Bill Bice: And it’s a great example of proving people wrong, right, for why they haven’t chosen to tackle it. 

Dan O’Day: Right. It is a hard problem, and I cannot say it’s not a hard problem. Each quarter has its own format, and there are hundreds of different providers. And so I don’t want to trivialize the problem, but it is an addressable problem, right?  

Bill Bice: Give us the 60 seconds on what you’re doing now? What is the problem that ECFX solves?  

Dan O’Day: Sure. So today, people get court notices from different courts. They have pacer notices, they got state court notices, File & ServeXpress or maybe they have to go out and get information like from the ITC and other places about hearings and filings and stuff. And so there’s a common element here. One is we’ve got a case identifier, we’ve got a jurisdiction or court that it’s for. And we have something that is triggering us to do some work. And so today, it’s mostly email.  

Dan O’Day: So the email comes into somebody’s inbox. And usually an admin has to go in, log into that site and download the various documents, put them in a document management system. Could be I manage documents in Worldox, what have you, and distribute a notification to the team.: “Hey, this came in. Here it is attached or here you can find it in the document management system.” And that takes five to 10 minutes, it can take half an hour if there’s lot of exhibits. And we simply automate that and do that in seconds. 

Bill Bice: Because it just happens over and over and over again.  

Dan O’Day: Right. It’s repetitive work. No one enjoys the work. It is mundane, sometimes it’s someone’s full-time or several people’s full-time jobs to do this work. And we simply automate it, and I got to tell you, people are really, really happy. No one has lost a job yet, and everyone’s who’s used it, has been very happy. So it’s worked out very well for everyone.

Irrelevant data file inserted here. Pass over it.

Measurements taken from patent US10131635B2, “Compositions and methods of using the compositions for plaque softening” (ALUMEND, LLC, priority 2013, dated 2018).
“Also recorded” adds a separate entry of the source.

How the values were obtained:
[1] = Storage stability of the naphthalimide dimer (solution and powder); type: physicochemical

Bill Bice: And if you miss one, you’ve got a real problem too. 

Dan O’Day: Very true. So the other thing we do is because we can take everything globally that comes into the Exchange Server, as opposed to adding an email address to everything. We just take a look, “Hey, it comes into Exchange, we’re going to look for it, and we find it, we’re going to process it.”  

Bill Bice: Yeah, that’s awesome. And you’ve gotten a lot of great clients signed up that are excited about what you’re doing. So congrats to you. That’s the goal, right?  

Dan O’Day: That’s the goal for both of us. And I think you’ve done a fantastic job as well. And we’re a relatively young company, we just celebrated our third birthday as a company and our second anniversary as a product in the market. So two years on and to have the client base we do feels really good, feels nice. 

Bill Bice: Yeah. Are you still writing code? 

Dan O’Day: